American Dreamers: How the Left Changed a Nation
By Michael Kazin
A panoramic yet intimate history of the American left — of the reformers, radicals, and idealists who have fought for a more just and humane society, from the abolitionists to Michael Moore and Noam Chomsky — that gives us a revelatory new way of looking at two centuries of American politics and culture.
Michael Kazin — one of the most respected historians of American politics working today — takes us from abolitionism and early feminism to the labor struggles of the industrial age, through the emergence of anarchists, socialists, and communists, right up to the new left in the 1960s and ’70s.
While the history of the left is a long story of idealism and determination, it has also been, in the traditional view, a story of movements that failed to gain support from mainstream America. In American Dreamers, Kazin tells a new history of the left: one in which many of these movements, although they did not fully succeed on their own terms, nonetheless made lasting contributions to American society that led to equal opportunity for women, racial minorities, and homosexuals; the celebration of sexual pleasure; multiculturalism in the media and the schools; and the popularity of books and films with altruistic and antiauthoritarian messages.
Deeply informed, at once judicious and impassioned, and superbly written, American Dreamers is an essential book for our time and for anyone seeking to understand our political history and the people who made it.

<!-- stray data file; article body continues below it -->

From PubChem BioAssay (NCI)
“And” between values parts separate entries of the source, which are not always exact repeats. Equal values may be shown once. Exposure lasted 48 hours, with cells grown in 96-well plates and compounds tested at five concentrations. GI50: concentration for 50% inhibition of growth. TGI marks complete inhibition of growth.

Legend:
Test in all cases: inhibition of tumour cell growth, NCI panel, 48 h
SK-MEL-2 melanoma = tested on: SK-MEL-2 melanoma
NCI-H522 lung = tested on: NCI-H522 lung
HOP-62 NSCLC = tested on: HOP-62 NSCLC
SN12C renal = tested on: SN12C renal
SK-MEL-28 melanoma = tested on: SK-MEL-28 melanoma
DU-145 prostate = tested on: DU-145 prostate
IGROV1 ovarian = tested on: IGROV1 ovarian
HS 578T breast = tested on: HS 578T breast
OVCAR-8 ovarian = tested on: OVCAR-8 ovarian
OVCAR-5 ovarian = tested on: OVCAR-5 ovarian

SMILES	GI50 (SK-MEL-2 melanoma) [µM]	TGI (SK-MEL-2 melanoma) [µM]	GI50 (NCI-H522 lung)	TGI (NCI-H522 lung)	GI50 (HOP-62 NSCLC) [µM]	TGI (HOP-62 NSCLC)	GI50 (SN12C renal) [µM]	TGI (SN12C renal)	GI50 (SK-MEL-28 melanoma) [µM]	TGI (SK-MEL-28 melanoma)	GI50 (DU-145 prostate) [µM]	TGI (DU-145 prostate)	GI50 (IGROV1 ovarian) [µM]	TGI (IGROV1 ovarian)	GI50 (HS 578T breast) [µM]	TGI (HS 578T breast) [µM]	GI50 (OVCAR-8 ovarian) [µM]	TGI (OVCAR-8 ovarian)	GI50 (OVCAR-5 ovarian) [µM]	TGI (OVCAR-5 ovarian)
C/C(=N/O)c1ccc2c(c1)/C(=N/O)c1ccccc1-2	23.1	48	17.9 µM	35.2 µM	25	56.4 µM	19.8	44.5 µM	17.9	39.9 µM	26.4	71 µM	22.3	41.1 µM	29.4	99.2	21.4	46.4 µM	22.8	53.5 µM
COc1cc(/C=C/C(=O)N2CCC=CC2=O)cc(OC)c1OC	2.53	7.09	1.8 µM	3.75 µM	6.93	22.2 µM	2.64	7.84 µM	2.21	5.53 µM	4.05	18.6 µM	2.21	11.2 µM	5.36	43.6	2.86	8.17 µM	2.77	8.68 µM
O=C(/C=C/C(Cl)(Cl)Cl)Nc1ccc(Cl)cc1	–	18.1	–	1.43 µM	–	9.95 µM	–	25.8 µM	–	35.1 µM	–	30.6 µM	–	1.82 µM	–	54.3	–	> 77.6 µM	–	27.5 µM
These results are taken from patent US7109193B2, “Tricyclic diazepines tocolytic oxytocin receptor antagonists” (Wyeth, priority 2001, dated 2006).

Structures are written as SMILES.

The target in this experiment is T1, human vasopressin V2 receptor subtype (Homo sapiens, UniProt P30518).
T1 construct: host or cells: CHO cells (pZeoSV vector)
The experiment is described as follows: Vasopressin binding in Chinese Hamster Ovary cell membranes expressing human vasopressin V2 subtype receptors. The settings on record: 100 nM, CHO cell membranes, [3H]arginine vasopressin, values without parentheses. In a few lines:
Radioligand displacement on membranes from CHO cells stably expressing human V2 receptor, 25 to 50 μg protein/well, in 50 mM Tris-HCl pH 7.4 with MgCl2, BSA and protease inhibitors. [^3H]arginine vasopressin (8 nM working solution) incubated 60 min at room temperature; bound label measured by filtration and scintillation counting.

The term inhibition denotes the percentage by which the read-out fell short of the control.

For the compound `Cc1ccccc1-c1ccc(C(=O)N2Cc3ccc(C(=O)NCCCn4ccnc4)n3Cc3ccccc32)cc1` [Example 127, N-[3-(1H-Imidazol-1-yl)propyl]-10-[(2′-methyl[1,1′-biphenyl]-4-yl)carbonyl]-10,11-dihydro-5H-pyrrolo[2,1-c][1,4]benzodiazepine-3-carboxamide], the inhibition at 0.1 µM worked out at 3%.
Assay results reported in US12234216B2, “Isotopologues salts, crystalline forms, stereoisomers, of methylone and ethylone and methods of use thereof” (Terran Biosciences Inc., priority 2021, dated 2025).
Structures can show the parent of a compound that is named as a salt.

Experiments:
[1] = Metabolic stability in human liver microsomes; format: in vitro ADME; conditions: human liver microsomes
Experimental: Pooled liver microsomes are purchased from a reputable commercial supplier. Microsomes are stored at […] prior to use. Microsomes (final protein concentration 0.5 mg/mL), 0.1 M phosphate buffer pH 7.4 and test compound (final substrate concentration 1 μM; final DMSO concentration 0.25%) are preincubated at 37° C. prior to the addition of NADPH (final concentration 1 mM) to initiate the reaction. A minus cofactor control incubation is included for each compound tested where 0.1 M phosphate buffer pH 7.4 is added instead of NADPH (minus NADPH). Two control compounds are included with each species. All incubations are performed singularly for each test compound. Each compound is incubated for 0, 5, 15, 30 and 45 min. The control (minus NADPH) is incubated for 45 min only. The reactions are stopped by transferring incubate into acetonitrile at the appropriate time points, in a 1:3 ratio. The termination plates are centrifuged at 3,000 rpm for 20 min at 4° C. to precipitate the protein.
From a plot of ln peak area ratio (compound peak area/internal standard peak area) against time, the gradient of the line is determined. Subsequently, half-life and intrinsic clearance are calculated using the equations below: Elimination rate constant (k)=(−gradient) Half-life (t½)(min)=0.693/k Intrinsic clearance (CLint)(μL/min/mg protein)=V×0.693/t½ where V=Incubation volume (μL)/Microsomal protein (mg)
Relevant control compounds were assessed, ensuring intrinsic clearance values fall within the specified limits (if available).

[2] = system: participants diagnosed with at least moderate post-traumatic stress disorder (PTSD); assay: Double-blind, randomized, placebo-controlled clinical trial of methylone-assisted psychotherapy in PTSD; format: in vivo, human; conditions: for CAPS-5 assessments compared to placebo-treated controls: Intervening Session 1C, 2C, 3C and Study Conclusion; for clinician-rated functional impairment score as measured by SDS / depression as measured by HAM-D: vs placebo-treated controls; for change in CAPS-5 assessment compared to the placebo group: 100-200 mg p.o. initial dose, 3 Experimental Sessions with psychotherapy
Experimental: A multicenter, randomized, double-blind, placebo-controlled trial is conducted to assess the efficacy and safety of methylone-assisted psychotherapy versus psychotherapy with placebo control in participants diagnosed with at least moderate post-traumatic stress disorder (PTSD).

"Michael Kazin's American Dreamers: How the Left Changed a Nation. Kazin, of Georgetown, is one of the great historians of American social movements, and though he is on the broad left, he has written sympathetically about figures not always associated with the left like William Jennings Bryan. This history deftly and honestly describes the victories and failures of the various left-wing movements in U.S. history and, even in a body of work as formidable as Kazin's, really stands out for its erudition and intelligence."
"'American Dreamers' is Kazin's bid to reclaim the left's utopian spirit for an age of diminished expectations. An editor at Dissent magazine and one of the left's most eloquent spokesmen, Kazin presents his book as an unapologetic attempt to give the left a history it can celebrate. For more than two centuries, he writes, American radicals have sounded the alarm about crucial injustices — slavery, industrial exploitation, women's oppression — that the rest of society refused to see. It is time for the left to stand up and take credit for these efforts."